“We’re constantly staying on top of water use,” he says. “A soil test only tells you what’s in the soil. We send clippings to labs and they give us a readout of the nutrients in the plant. We receive a report from the lab that tells us if certain minerals are needed in the plant. This virtually eliminates the chance for overfertilization. We recycle grass clippings and compost it back into the turf. This keeps the playing surface consistent. We have healthy turf that way. The grass won’t grow out of control. We’re keeping everything consistent. Our grass looks overseeded naturally and mimics the stripes seen on turf during the cool season.”
One of the most significant contributions of the course — in addition to its reliance on storm water for irrigation — is its impact on the Indian River Lagoon. By drawing water from the main relief canal, the course is reducing the amount of storm water that flushes into the lagoon, an estuarine environment whose health depends on a balance of fresh and salt water.
“Vero Beach Country Club is showing great stewardship by drawing its irrigation water from the main relief canal,” says Richard Burklew, a District hydrologist who reviews golf course projects in the District’s southern region. “There is a double benefit in that the golf course uses storm water instead of groundwater from the Floridan aquifer, which is increasingly used for potable water supply locally, while at the same time helping reduce the amount of storm water reaching the lagoon.”
Both Palencia Club and Vero Beach Country Club are Audubon Certified, which means that along with water conservation measures they work diligently to protect many species by minimizing the use of fertilizers and chemicals.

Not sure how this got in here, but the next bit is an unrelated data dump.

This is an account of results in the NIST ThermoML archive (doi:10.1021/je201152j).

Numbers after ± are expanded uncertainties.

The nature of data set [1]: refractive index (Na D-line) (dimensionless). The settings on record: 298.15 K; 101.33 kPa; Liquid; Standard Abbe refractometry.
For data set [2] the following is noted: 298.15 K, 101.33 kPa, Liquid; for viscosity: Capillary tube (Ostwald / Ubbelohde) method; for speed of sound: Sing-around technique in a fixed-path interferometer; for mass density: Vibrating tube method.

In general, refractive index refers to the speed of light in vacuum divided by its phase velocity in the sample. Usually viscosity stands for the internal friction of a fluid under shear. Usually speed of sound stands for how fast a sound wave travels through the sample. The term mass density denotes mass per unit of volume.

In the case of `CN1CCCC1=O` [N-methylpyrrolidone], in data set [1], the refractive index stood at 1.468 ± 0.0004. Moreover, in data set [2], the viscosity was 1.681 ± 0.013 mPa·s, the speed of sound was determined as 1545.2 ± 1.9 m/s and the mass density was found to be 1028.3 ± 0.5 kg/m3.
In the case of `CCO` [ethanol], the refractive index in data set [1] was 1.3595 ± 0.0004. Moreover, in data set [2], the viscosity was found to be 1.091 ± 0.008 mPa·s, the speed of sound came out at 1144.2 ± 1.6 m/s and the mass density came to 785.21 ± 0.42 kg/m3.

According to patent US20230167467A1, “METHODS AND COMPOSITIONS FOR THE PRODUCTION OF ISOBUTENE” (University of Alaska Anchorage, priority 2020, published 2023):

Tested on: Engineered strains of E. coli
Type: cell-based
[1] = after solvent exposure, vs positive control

Seeing the forest for the trees
Technology and hands-on methods ensure accurate timber count
Chris Oman verifies tree counts and measurements as part of an annual timber inventory.
Paul Hudson and Chris Oman maneuver deftly through the thick undergrowth of the forest, intuitively dodging waist-deep palmettos and ever-present gallberry bushes to reach their target.
“I see it,” says Oman, gazing through the uniform rows of slash pines. “The ribbon is on that pine straight ahead.”
Hudson and Oman wend their way to the tree and begin gathering data. Using tape measures and small handheld computers, they determine the height, diameter and number of trees in this particular plot within Lake George Forest in Volusia County. The men are pleased by their findings: their data jibes with information recorded by “cruisers” hired to conduct an annual inventory of timber on St. Johns River Water Management District lands. A cruiser is a forester who gathers timber inventory data and “cruising timber” is the act of conducting the inventory, Hudson explains.
Hudson is a District land manager; Oman, a District geographic information system analyst. During the District’s annual timber inventory, the pair serves as quality controllers, ensuring that professional foresters hired to collect information about the agency’s timber holdings are accurate in their calculations.
To meet state statutes requiring proper management of District lands, each year the District inventories 1,000 plots of wooded uplands, which represent 20 percent of the uplands tracked in the agency’s forestry database. You could count every tree to get an appraisal, but it would be costly and time consuming. The District uses the more common method of “sampling” plots of forest.
“Inventories are driven toward a harvest schedule,” Hudson explains. “The inventory helps to determine when an area is ready for harvest. It helps to understand what you have, how much you have and its value.”
Harvesting ensures the public forests will remain robust. As an added benefit, funds generated through the sales of timber are used to help operate the District’s Land Management Program.